Jigmi Wangdi

Bhutan’s health sector is perceived to be the most prone to corruption, according to the National Corruption Barometer Survey (NCBS) 2023.

The Bhutan Transparency Initiative (BTI) launched the study yesterday.

The study found that health services are more susceptible to various forms of corruption with a rating of 65.3 percent, followed by construction services at 64.9 percent and local government services at 62.1 percent.

The study also found that the three highest forms of corruption in the country are trading of influence (23 percent), failure to declare conflict of interest (12 percent), and abuse of function (11 percent).

BTI’s executive director, Rinzin Rinzin (PhD), said that the objective of the survey was to determine the status of corruption in Bhutan based on the citizen’s perception.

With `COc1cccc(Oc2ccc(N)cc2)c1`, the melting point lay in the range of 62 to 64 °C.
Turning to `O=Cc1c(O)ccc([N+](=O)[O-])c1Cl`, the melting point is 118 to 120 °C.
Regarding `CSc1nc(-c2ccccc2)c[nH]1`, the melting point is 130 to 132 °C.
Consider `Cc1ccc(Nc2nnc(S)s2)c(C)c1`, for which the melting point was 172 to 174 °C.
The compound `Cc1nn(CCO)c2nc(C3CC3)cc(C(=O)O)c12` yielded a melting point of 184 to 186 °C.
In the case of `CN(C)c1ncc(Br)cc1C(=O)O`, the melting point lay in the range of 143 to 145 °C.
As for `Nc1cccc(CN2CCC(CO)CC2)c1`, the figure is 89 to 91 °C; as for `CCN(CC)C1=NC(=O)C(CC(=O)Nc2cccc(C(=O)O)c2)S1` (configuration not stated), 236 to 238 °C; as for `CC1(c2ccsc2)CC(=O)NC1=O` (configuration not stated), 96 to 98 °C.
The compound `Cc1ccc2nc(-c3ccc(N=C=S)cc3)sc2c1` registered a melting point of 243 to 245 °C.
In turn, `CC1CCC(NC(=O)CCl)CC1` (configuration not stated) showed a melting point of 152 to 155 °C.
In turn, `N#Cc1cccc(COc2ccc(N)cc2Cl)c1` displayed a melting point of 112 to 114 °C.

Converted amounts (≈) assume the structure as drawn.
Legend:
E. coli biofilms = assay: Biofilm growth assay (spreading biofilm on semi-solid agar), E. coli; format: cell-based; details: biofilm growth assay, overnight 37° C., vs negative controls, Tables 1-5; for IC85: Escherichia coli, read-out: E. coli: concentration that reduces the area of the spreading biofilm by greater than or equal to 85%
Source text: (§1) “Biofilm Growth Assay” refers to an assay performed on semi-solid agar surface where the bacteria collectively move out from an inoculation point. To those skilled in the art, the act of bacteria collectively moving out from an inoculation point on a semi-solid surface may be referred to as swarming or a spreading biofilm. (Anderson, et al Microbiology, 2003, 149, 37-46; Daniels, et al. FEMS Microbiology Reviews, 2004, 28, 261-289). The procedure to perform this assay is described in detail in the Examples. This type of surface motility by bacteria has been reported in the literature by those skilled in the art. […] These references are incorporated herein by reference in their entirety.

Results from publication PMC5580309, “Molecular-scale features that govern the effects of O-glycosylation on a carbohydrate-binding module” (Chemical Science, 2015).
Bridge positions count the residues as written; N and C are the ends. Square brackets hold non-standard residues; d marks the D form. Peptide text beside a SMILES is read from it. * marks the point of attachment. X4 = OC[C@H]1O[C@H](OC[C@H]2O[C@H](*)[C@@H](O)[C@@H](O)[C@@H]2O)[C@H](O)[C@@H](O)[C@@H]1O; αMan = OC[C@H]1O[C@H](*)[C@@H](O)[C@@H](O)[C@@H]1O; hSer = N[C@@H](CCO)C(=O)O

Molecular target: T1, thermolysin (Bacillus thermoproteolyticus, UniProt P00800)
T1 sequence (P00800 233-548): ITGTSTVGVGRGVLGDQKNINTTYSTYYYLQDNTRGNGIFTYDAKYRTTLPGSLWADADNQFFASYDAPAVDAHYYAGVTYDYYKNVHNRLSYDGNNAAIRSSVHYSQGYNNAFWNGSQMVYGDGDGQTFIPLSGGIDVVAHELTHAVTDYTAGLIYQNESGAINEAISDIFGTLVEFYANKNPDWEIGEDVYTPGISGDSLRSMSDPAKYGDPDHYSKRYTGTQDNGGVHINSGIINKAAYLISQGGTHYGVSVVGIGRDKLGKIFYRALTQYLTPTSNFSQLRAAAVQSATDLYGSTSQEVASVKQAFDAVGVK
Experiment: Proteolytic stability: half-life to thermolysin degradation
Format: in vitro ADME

“The results of the study will contribute to enhancing effective advocacy and educational programmes to deter and combat corruption in our country,” he said.

The study will, he added, also provide inputs for informed policy interventions during the formulation of legislations.

The study found that the citizens strongly believe that corruption is on the rise.

The chairperson of ACC, Deki Pema, said that the perception of corruption increasing is a problem and that there is a need to do more.

“It is a collective effort. We cannot just talk about and do nothing. We need the commitment from our citizens and all levels of our society,” she said.

Bhutan ranked 25 out of 180 countries on the Global Corruption Perception Index with a score of 68 out of 100.

This is the third NCBS report launched by BTI. The NCBS study had a total of 1,875 respondents from 19 dzongkhags.